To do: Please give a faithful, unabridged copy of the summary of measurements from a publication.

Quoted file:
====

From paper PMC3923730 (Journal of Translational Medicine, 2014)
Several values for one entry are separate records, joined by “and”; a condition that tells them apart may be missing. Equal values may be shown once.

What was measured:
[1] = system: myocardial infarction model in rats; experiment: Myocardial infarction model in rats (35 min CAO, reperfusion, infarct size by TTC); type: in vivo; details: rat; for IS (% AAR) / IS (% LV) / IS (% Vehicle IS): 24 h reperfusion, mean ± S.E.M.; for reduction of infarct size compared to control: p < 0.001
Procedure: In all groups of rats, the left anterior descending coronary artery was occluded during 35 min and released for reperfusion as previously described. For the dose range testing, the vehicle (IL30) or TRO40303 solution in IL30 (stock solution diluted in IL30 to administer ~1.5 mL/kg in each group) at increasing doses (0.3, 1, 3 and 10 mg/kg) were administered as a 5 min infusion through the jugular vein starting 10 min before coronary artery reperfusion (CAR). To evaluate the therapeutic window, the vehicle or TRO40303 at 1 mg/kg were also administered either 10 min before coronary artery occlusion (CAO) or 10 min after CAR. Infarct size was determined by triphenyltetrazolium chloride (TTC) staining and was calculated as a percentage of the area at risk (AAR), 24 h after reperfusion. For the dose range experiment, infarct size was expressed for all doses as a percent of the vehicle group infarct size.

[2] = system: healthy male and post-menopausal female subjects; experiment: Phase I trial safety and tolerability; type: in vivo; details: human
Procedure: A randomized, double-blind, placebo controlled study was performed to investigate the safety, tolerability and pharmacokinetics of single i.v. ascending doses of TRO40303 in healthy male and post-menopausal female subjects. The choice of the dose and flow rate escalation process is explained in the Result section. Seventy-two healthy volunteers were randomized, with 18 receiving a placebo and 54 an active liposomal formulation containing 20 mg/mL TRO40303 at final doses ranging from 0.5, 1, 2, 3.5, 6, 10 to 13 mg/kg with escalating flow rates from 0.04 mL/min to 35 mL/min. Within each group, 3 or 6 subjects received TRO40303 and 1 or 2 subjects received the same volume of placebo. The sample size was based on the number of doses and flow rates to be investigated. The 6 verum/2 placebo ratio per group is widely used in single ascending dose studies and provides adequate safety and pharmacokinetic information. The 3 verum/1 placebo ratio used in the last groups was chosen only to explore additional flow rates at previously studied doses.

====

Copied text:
From paper PMC3923730 (Journal of Translational Medicine, 2014)
Several values for one entry are separate records, joined by “and”; a condition that tells them apart may be missing. Equal values may be shown once.

What was measured:
[1] = system: myocardial infarction model in rats; experiment: Myocardial infarction model in rats (35 min CAO, reperfusion, infarct size by TTC); type: in vivo; details: rat; for IS (% AAR) / IS (% LV) / IS (% Vehicle IS): 24 h reperfusion, mean ± S.E.M.; for reduction of infarct size compared to control: p < 0.001
Procedure: In all groups of rats, the left anterior descending coronary artery was occluded during 35 min and released for reperfusion as previously described. For the dose range testing, the vehicle (IL30) or TRO40303 solution in IL30 (stock solution diluted in IL30 to administer ~1.5 mL/kg in each group) at increasing doses (0.3, 1, 3 and 10 mg/kg) were administered as a 5 min infusion through the jugular vein starting 10 min before coronary artery reperfusion (CAR). To evaluate the therapeutic window, the vehicle or TRO40303 at 1 mg/kg were also administered either 10 min before coronary artery occlusion (CAO) or 10 min after CAR. Infarct size was determined by triphenyltetrazolium chloride (TTC) staining and was calculated as a percentage of the area at risk (AAR), 24 h after reperfusion. For the dose range experiment, infarct size was expressed for all doses as a percent of the vehicle group infarct size.

[2] = system: healthy male and post-menopausal female subjects; experiment: Phase I trial safety and tolerability; type: in vivo; details: human
Procedure: A randomized, double-blind, placebo controlled study was performed to investigate the safety, tolerability and pharmacokinetics of single i.v. ascending doses of TRO40303 in healthy male and post-menopausal female subjects. The choice of the dose and flow rate escalation process is explained in the Result section. Seventy-two healthy volunteers were randomized, with 18 receiving a placebo and 54 an active liposomal formulation containing 20 mg/mL TRO40303 at final doses ranging from 0.5, 1, 2, 3.5, 6, 10 to 13 mg/kg with escalating flow rates from 0.04 mL/min to 35 mL/min. Within each group, 3 or 6 subjects received TRO40303 and 1 or 2 subjects received the same volume of placebo. The sample size was based on the number of doses and flow rates to be investigated. The 6 verum/2 placebo ratio per group is widely used in single ascending dose studies and provides adequate safety and pharmacokinetic information. The 3 verum/1 placebo ratio used in the last groups was chosen only to explore additional flow rates at previously studied doses.